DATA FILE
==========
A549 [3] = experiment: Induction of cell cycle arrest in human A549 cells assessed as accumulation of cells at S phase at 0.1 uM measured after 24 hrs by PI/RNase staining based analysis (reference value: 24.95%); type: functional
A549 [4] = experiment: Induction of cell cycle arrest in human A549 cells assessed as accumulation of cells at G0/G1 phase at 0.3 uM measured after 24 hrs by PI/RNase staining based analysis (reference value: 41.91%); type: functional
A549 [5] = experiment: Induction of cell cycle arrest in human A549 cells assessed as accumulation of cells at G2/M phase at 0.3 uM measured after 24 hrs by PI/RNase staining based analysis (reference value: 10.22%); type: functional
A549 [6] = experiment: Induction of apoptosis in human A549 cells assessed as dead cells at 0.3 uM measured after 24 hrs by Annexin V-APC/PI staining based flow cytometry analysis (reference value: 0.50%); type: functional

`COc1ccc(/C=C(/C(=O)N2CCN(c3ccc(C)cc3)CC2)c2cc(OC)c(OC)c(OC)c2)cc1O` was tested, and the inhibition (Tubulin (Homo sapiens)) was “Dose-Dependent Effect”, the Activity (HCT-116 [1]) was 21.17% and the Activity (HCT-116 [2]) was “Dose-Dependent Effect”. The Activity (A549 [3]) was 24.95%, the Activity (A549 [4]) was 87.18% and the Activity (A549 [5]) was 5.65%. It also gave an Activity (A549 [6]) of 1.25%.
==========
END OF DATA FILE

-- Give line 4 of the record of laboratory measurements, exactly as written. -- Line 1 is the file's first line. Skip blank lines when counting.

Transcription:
A549 [6] = experiment: Induction of apoptosis in human A549 cells assessed as dead cells at 0.3 uM measured after 24 hrs by Annexin V-APC/PI staining based flow cytometry analysis (reference value: 0.50%); type: functional